Since the 2016 presidential election, there’s been no shortage of reports about false news being shared across social media platforms like Facebook and Twitter — and with the 2020 vote only a year away, the question is not when will the misinformation strike, but how can we guard against it?
MIT professor of IT and marketing Sinan Aral and assistant professor of marketing Dean Eckles propose a four-step process for researchers to measure and analyze social media manipulation, and to turn that data into a defense against future manipulation.“Without an organized research agenda that informs policy, democracies will remain vulnerable to foreign and domestic attacks,” the professors write in an article for the August 30 edition of Science magazine.
Here is the four-step research agenda the pair propose:
Catalogue exposures to manipulation
To defend against manipulation, Aral and Eckles write, researchers need to index a variety of social media information:
- What texts, images, and video messages were advertised?
- What type of advertisement was used (organically posted, advertised, or “boosted” through paid promotion)?
- What social platforms were these texts, images, and video messages appearing on?
- When and how were they shared and re-shared by users (in this case, voters)?
The content of these messages, images, and texts also needs to be analyzed to measure effectiveness, the researchers write.
Combine exposure and voting behavior datasets
In the past, public voting records and social media accounts were compared using data like self-reported profile information. But this type of comparison can be improved by using location data already being collected by social media companies, the researchers write.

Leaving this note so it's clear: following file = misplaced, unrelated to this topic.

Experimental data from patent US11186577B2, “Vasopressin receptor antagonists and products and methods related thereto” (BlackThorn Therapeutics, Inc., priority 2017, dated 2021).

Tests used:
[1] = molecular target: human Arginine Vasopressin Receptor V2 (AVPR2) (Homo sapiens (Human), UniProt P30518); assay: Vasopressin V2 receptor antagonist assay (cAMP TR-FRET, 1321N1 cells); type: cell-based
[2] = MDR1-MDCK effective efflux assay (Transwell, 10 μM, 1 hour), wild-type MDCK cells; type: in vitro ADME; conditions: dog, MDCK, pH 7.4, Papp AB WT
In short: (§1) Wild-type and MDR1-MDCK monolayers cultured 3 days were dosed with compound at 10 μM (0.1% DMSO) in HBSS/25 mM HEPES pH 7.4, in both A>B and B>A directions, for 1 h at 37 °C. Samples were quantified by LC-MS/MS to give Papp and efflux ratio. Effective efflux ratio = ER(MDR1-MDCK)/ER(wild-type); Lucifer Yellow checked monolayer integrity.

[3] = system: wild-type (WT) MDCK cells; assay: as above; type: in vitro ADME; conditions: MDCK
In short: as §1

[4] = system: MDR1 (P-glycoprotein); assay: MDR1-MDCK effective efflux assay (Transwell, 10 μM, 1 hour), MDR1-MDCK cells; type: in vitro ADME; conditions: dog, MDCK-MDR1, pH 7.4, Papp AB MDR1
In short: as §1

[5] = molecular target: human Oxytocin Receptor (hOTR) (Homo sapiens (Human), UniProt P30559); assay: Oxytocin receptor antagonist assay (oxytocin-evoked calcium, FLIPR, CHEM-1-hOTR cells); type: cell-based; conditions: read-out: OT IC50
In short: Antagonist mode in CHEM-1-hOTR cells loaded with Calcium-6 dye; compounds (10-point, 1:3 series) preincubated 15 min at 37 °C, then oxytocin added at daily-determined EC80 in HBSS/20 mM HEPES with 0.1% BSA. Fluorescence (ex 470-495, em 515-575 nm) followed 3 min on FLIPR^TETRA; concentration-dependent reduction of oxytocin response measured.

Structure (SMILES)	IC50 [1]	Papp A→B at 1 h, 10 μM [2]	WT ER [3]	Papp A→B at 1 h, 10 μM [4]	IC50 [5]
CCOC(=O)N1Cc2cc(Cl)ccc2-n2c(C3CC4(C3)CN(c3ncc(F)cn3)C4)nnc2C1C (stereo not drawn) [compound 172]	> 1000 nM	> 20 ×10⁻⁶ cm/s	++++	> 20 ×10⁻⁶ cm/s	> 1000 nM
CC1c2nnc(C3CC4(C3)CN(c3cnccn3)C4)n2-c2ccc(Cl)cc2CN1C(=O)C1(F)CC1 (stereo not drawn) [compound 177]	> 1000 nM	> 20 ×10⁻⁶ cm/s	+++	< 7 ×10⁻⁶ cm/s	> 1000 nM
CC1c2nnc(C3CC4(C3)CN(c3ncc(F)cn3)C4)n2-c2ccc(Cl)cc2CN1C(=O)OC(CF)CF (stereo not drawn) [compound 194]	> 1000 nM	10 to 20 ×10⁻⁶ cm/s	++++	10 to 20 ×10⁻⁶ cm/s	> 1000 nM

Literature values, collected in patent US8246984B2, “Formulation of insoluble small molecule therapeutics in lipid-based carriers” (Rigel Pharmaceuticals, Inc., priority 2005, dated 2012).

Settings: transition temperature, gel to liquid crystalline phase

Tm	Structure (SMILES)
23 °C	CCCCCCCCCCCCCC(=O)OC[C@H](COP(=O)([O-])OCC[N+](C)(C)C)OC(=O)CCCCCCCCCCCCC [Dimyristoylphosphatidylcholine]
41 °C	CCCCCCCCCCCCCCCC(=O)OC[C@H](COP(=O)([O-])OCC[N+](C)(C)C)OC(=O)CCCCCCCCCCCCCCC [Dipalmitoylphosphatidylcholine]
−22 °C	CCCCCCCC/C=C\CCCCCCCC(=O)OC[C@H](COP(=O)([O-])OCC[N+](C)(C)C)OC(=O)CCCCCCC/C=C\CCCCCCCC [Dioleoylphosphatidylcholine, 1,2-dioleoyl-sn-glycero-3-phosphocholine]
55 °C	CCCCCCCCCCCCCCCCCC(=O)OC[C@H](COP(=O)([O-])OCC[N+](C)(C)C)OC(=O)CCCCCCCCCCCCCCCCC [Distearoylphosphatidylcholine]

This could be something like matching voter registration with home addresses based on mobile location information — the same data used for marketing purposes by social media companies.
Assess the effectiveness of manipulative messages
One challenge of studying voter behavior, Aral and Eckles write, is that the results aren’t always accurate enough to answer questions.
Social media companies already run A/B and algorithm tests, Aral and Eckles write. The same tests could be used to measure exposure effects.
Calculate consequences of voting behavior changes
Aral and Eckles write that measures like predicted voter behavior — with or without exposure to misinformation — should be combined with data like geographic and demographic characteristics for a particular election. This would help with vote total estimates in a particular area.
The privacy implications
Aral and Eckles write that they don’t support using any and all existing data, but instead, encourage collaboration with social media platforms, as well as “privacy-preserving methods for record linkage and content analysis,” to meet privacy and protection needs.
“Achieving a scientific understanding of the effects of social media manipulation on elections is an important civic duty,” Aral and Eckles write. “The sooner we begin a public discussion of the trade-offs between privacy, free speech, and democracy that arise from the pursuit of this science, the sooner we can realize a path forward.”